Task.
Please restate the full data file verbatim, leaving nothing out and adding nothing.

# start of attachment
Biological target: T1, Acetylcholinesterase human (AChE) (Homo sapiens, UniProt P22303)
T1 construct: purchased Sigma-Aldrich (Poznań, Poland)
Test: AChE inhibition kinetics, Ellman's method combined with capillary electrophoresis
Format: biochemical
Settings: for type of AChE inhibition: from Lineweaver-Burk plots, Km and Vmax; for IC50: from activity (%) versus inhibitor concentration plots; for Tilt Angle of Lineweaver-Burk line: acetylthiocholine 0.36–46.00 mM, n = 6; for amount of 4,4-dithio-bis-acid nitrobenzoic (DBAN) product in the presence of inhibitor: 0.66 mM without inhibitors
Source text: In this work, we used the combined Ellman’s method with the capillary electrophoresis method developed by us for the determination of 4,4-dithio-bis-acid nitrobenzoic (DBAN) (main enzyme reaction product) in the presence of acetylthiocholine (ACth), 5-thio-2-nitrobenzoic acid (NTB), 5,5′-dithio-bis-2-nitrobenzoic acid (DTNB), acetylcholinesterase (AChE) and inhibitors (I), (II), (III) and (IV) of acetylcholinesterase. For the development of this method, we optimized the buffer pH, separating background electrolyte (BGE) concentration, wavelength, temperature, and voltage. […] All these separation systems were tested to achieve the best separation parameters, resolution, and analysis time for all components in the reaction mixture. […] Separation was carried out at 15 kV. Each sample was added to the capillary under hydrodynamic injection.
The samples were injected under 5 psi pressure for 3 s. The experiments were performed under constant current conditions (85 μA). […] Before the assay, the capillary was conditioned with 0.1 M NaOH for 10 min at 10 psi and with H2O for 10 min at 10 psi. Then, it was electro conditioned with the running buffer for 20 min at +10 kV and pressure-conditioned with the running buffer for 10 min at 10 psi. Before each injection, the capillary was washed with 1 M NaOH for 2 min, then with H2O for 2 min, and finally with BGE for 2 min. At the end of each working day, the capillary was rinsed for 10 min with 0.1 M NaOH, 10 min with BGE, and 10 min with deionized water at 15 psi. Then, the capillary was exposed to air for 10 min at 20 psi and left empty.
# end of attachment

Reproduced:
Biological target: T1, Acetylcholinesterase human (AChE) (Homo sapiens, UniProt P22303)
T1 construct: purchased Sigma-Aldrich (Poznań, Poland)
Test: AChE inhibition kinetics, Ellman's method combined with capillary electrophoresis
Format: biochemical
Settings: for type of AChE inhibition: from Lineweaver-Burk plots, Km and Vmax; for IC50: from activity (%) versus inhibitor concentration plots; for Tilt Angle of Lineweaver-Burk line: acetylthiocholine 0.36–46.00 mM, n = 6; for amount of 4,4-dithio-bis-acid nitrobenzoic (DBAN) product in the presence of inhibitor: 0.66 mM without inhibitors
Source text: In this work, we used the combined Ellman’s method with the capillary electrophoresis method developed by us for the determination of 4,4-dithio-bis-acid nitrobenzoic (DBAN) (main enzyme reaction product) in the presence of acetylthiocholine (ACth), 5-thio-2-nitrobenzoic acid (NTB), 5,5′-dithio-bis-2-nitrobenzoic acid (DTNB), acetylcholinesterase (AChE) and inhibitors (I), (II), (III) and (IV) of acetylcholinesterase. For the development of this method, we optimized the buffer pH, separating background electrolyte (BGE) concentration, wavelength, temperature, and voltage. […] All these separation systems were tested to achieve the best separation parameters, resolution, and analysis time for all components in the reaction mixture. […] Separation was carried out at 15 kV. Each sample was added to the capillary under hydrodynamic injection.
The samples were injected under 5 psi pressure for 3 s. The experiments were performed under constant current conditions (85 μA). […] Before the assay, the capillary was conditioned with 0.1 M NaOH for 10 min at 10 psi and with H2O for 10 min at 10 psi. Then, it was electro conditioned with the running buffer for 20 min at +10 kV and pressure-conditioned with the running buffer for 10 min at 10 psi. Before each injection, the capillary was washed with 1 M NaOH for 2 min, then with H2O for 2 min, and finally with BGE for 2 min. At the end of each working day, the capillary was rinsed for 10 min with 0.1 M NaOH, 10 min with BGE, and 10 min with deionized water at 15 psi. Then, the capillary was exposed to air for 10 min at 20 psi and left empty.